15

In summary, substantial evidence supports the ALJ's determination that Mapes's mental impairments and functional limitations were alcohol-related, and that Mapes's alcohol problem was within his control. Under these circumstances, the ALJ did not err in omitting the findings on the PRTF when he formulated the hypothetical question to the vocational expert.

B. Residual Functional Capacity

16

Mapes also argues that the ALJ failed to properly consider his physical and mental impairments in combination in assessing his residual functional capacity to work. As Mapes correctly points out, our cases require an ALJ to consider a claimant's impairments "in combination and not fragmentize them in evaluating their effects." Delrosa, 922 F.2d at 484. In addition, when mental impairments are alleged, an ALJ must determine whether those nonexertional impairments further limit the exertional tasks the claimant is deemed capable of handling. Tucker v. Heckler, 776 F.2d 793 (8th Cir.1985). Mapes contends that the ALJ ignored Mapes's mental impairments in determining Mapes's residual functional capacity.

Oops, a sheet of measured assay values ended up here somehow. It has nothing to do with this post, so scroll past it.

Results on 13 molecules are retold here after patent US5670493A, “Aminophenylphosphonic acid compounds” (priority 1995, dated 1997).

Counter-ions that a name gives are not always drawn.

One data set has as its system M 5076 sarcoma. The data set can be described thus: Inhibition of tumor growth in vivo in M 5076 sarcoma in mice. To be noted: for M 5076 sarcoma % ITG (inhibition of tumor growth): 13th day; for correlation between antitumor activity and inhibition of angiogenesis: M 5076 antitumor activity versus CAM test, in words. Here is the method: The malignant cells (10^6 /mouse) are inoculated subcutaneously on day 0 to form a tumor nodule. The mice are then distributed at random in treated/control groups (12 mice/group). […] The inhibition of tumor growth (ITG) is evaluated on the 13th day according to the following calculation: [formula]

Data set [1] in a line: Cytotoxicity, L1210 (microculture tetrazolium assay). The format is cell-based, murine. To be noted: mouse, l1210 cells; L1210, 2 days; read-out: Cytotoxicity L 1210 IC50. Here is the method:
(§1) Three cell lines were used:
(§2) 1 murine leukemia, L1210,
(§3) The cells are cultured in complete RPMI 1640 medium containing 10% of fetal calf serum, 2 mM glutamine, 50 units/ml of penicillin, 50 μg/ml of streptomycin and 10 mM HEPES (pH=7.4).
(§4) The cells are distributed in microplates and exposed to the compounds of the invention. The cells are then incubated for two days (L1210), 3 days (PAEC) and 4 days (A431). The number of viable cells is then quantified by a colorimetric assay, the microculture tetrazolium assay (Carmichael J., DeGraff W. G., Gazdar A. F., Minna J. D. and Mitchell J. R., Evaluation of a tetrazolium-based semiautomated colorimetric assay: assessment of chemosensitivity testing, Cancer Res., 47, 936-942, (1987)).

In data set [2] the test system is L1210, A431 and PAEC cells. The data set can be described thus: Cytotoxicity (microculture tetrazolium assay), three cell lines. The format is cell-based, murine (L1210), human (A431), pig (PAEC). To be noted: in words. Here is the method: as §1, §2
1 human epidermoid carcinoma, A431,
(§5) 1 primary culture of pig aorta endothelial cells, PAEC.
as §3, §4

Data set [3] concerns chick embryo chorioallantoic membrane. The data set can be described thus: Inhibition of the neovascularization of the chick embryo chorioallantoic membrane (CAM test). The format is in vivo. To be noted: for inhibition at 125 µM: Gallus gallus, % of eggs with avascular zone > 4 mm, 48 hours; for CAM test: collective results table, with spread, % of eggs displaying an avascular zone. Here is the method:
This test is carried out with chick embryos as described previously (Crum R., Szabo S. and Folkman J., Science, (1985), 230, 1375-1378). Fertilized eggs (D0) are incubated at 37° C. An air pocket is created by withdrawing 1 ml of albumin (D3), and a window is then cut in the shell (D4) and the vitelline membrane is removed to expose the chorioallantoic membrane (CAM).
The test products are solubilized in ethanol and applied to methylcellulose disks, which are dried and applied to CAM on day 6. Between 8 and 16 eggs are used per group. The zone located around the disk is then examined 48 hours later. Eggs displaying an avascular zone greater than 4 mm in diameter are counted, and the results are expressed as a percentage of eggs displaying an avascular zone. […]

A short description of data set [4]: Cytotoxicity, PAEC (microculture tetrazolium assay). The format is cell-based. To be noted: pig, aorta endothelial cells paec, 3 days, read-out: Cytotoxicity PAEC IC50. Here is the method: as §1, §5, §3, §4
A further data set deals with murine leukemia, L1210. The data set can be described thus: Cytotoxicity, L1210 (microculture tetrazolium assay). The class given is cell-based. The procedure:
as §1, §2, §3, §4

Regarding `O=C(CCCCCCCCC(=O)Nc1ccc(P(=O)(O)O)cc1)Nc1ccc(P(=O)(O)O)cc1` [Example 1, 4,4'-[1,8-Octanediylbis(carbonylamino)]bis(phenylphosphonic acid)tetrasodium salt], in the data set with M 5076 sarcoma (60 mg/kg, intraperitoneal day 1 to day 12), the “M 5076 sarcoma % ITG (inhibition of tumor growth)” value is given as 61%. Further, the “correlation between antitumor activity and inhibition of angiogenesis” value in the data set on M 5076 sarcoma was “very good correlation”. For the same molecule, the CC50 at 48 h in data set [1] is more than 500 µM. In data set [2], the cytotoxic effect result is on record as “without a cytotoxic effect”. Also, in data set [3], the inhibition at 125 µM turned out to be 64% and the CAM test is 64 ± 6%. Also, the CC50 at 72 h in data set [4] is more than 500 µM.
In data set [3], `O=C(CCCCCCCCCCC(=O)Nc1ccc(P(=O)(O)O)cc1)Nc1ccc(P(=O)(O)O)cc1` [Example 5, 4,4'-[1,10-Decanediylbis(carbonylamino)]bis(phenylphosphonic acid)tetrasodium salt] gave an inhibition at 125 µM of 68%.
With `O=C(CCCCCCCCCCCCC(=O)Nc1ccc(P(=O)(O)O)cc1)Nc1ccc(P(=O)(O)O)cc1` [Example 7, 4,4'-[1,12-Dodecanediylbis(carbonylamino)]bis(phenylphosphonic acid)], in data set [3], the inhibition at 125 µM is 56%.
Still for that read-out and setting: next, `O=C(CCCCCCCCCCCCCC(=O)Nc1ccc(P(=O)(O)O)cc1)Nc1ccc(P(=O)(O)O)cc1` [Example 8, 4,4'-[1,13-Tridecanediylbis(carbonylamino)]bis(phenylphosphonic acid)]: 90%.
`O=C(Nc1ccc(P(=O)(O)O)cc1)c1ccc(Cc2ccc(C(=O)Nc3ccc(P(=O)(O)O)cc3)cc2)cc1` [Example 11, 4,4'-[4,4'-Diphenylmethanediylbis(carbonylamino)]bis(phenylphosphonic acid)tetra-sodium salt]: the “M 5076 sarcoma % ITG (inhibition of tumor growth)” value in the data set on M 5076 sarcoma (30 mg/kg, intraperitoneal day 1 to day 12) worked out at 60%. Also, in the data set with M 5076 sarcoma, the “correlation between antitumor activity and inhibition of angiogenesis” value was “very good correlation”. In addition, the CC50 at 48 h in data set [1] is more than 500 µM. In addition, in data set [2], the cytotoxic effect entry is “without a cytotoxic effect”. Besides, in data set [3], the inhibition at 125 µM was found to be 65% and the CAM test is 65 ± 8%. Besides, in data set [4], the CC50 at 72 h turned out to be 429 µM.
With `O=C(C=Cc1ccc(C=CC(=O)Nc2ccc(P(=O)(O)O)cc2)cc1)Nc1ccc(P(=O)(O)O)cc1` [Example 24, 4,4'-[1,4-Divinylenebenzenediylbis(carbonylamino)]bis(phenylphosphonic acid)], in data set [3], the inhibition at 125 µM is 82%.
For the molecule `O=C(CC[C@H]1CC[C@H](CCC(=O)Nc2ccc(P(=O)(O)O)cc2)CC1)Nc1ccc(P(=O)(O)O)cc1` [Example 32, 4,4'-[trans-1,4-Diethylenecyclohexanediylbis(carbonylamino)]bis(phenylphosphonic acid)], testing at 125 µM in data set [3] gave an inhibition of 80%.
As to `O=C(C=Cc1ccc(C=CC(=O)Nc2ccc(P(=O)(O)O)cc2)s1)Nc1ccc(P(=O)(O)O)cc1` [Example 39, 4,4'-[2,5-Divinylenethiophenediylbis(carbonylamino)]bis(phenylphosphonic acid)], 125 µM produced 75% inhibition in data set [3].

17

This contention lacks merit. The ALJ's opinion contains a thorough discussion of Mapes's physical impairments, mental impairments, and complaints of pain. The ALJ determined that Mapes's mental impairments did not restrict his residual functional capacity below the level of light exertional activity because they did not affect Mapes's abilities when his alcohol intake was controlled. As explained above, substantial evidence in the record as a whole supports this finding.

III. CONCLUSION

18

We find substantial evidence supporting the ALJ's determination that Mapes is not disabled. Accordingly, the judgment of the district court is affirmed.

*

The HONORABLE JOHN B. JONES, United States District Judge for the District of South Dakota, sitting by designation

1

The Honorable Dean Whipple, United States District Judge for the Western District of Missouri

2

In order to be eligible for disability insurance benefits, a claimant must establish the existence of a disability on or before the date on which his or her insured status expires. 20 C.F.R. § 404.131. The Commissioner calculates a claimant's insured status pursuant to a formula set forth at 42 U.S.C. §§ 416(i)(3)(B) and 423(c)(1)(B) and corresponding regulations

3

Dilantin is an antiseizure medication used for the control of grand mal and temporal lobe seizures. Physician's Desk Reference 1832 (49th ed. 1995)

4